Friday, March 22, 2013


Kaia is enrolled to start 4k in the fall of 2013.  Like all mothers, I waffle between really excited and really sad about it.  I can't believe how big she's getting, but I am so excited for her to start this next big phase of her life.  She's articulate and bright and I'm excited for her to have someone who can sit down and teach her how to use her abilities.  As a working mom, I don't feel like I adequately do.

So, I was really excited this morning for her 4k screening. She hadn't been in the school yet, but to drop off her registration in the office.  She hadn't met her teacher yet.  I was excited for her to do all of these new things!  Unfortunately, she'd been saying she didn't want to go as I mentioned it here and there in the days before.  Last night she told me she was a little scared and that she wasn't brave like Mikko.  I figured this was all pretty normal kid anxiety.  She's always with family, so I was prepared for the idea that a bunch of new teachers and kids would be a little daunting.  I was not prepared for the actual event.

We walked in to school and stopped in the office.  Obviously, I had failed to notice the three large, colorful signs directing us to the left.  Sigh.  So we went down the hall and met a staff person looking to take Kaia's picture.  She refused to take off the coat that she had two minutes before refused to put on.  She refused to put on the sunshine that bore her name in big bold letters.  She refused to let me put her down (actually crumpled to the floor like a tantruming two year old when I set her down).  Then, when the photographer relented and said I could stay in the picture, she wouldn't turn her head toward the camera.  Step one:  epic fail.

The room was set up in stations with five teachers.  Each station had a "game" to help gauge readiness as to a number of things.  The first teacher brought us over, picture failure aside, and sat us down. She complimented Kaia on her sparkley shoes.  She asked about her bear.  When she asked Kaia her name, Kaia said, "Mama do it."  This kid never calls me Mama.  In fact, as often as not lately, she calls me Ma or Mom.  She was baby-talking.  For a kid who says things like, "We have to hurry before the guests arrive" and "Mommy, it's polite to put our napkins on our lap at the restaurant," baby talk is a rarity.  Even when she was a baby she was articulate.  Although she came around and participated in two of the games, that's all she was willing to do.  Table one:  epic fail.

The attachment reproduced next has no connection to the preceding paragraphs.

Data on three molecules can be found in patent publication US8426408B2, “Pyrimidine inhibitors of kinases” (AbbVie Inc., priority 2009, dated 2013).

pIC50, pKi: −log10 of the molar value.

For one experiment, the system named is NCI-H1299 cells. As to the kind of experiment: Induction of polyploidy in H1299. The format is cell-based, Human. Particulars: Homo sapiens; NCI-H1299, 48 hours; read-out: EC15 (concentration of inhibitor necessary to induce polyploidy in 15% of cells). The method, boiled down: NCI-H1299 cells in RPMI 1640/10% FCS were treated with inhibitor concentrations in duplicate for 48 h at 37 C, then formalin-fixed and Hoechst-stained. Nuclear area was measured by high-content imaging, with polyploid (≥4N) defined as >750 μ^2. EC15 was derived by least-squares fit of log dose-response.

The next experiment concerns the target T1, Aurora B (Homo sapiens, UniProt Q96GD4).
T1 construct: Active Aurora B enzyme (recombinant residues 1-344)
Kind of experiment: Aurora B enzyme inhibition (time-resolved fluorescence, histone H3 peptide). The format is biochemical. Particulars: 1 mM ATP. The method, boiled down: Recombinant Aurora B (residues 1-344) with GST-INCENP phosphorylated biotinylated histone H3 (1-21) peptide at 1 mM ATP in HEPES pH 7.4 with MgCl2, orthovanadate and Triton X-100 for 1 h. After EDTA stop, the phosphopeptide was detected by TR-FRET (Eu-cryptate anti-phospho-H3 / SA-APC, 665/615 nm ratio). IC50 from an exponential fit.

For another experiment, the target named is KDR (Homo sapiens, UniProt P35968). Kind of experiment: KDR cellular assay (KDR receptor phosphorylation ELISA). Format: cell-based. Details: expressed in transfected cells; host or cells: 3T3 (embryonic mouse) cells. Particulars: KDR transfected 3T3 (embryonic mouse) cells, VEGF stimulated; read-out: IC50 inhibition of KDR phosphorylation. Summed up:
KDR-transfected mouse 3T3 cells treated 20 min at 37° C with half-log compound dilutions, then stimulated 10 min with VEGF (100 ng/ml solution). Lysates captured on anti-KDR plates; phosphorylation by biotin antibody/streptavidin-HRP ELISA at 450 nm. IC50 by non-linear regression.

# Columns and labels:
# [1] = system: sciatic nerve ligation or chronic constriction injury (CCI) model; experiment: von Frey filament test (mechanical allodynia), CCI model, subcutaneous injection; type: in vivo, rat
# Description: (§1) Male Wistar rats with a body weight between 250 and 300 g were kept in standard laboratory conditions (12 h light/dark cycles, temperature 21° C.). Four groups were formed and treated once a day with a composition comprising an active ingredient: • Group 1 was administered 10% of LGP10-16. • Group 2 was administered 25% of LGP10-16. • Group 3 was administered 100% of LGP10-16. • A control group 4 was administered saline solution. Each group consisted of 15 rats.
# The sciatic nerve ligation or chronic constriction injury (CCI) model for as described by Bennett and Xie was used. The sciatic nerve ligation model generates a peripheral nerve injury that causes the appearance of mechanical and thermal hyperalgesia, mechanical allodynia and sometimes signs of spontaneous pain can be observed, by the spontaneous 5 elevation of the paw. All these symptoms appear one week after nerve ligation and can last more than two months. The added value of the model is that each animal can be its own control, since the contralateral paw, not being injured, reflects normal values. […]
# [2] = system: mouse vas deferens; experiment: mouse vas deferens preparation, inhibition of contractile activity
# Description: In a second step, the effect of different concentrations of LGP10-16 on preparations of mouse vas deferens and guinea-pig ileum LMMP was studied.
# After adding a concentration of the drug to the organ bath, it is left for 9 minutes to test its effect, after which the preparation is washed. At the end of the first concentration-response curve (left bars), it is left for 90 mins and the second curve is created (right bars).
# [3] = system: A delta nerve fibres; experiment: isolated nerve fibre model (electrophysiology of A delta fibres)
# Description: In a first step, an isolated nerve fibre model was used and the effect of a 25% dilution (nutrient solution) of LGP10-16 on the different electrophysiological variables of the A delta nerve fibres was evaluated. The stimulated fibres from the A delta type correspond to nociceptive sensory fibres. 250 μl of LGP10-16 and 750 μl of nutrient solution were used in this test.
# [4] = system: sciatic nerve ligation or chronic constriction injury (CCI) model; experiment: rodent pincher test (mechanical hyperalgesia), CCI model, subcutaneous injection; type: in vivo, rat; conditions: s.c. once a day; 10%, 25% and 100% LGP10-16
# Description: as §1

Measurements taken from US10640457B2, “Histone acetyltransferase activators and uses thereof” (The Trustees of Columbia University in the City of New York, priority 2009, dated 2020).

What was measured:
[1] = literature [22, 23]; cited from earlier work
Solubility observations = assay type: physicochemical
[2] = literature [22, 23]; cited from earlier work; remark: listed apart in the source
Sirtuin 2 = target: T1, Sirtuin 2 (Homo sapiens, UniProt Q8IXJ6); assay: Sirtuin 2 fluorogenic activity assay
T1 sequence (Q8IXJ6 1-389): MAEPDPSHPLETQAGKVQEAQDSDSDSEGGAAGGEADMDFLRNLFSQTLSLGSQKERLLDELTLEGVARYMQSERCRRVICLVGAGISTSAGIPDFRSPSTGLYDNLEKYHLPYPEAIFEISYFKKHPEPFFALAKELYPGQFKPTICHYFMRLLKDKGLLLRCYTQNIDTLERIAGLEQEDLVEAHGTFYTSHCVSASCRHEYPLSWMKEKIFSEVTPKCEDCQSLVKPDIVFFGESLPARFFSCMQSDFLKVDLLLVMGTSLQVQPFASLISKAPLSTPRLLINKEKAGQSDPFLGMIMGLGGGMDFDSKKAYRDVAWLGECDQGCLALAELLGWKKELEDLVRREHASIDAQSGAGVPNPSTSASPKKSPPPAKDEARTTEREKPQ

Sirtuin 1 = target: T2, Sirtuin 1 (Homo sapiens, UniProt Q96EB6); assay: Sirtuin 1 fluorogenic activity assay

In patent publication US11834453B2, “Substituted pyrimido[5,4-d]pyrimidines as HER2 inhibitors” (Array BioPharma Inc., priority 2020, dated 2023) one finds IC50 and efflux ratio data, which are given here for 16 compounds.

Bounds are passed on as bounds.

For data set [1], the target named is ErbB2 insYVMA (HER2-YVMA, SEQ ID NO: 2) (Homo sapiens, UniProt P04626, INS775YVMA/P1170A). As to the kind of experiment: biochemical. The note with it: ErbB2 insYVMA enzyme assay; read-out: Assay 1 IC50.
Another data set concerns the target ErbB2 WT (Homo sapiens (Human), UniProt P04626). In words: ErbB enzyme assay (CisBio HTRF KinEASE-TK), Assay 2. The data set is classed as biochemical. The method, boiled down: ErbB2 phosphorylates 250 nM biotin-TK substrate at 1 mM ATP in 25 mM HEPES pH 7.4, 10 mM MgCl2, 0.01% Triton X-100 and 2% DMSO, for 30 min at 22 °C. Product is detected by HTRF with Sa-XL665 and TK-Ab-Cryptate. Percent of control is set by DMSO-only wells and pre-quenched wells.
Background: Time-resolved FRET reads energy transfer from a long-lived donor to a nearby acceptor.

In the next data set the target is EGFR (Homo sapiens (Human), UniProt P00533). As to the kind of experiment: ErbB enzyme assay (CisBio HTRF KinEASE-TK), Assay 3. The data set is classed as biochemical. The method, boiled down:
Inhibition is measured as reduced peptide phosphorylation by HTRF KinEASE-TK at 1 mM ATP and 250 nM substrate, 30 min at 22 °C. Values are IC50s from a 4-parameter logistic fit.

And then she was done.  Everything was "Mama do it" or some unintelligible nonsense.  The teacher suggested she take a break and go play with the toys, that we'd come back to it.  I left her playing with the toys for a few minutes to get a cup of coffee.  Of course, in all of my discomfort at how things were going, I accidentally slammed the door on my way out.  And back in.  Sigh.  After that, her 4k teacher brought her over.  She asked her about colors and body parts.  Kaia said nothing and hit her face in my hair.  Table two: epic fail.

Her teacher finally said that maybe we should try it on the retest day and that if she wasn't going to participate, she'd just get marked as unable to accomplish all the tasks.  We had been dismissed.  Can you get kicked out of kindergarten before you're even formally registered for school?  Indeed you can, my friends.  Tables three through five, unattempted:  epic fail.

I took Kaia out in the hallway to give her a pep talk.  Now, mind you, she was misbehaving a little in my mind, but she was also obviously uncomfortable.  Part of me wanted to threaten punishment, but part of me was trying to be understanding.  Frankly, with four or five moms standing in the hallway that suddenly went silent the minute Kaia started saying, "No.  I won't do it.  I don't want to talk to the teachers and I don't want to leave.  I want to play," I wasn't about to embarrass myself any further by saying anything else that would be met with my child's new version of "discussion."

I made some awkward joke about how we were leaving, "kicking and screaming if that's absolutely necessary," for the benefit of the moms who were all watching me (read=judging me).  Thankfully, she came willingly.  I picked her up, turned my back on those moms and started crying.  I hadn't even made it out of the damn building.  I didn't yell.  I'm not sure what good that would have done.  I told her I was very disappointed and that I was very, very embarrassed.  She sat pretty quietly for the remainder of the drive.

When we got back to Grandma's to pick up little brother, she was extra clingy.  I didn't want to pick her up. That finally made her cry.  "I just want to snuggle Mommy!"  Ugh.  On the one hand, I felt sickly satisfied that she felt bad.  On the other hand, when I feel bad, all I want to do is to snuggle my babies, so I get what I was taking away.  Eventually I relented and she apologized for being naughty.  And here we are, at home, and I'm still thoroughly embarrassed both by her behavior, by our dismissal and the fact that today, my kid was that kid and that is why the number #19 reason it sucks to be a mom is public humiliation.

1 comment:

  1. Ugh I hate when that happens. It's not bad enough it's happening but then you get the idiots watching and judging. We all known we've been through it so why judge?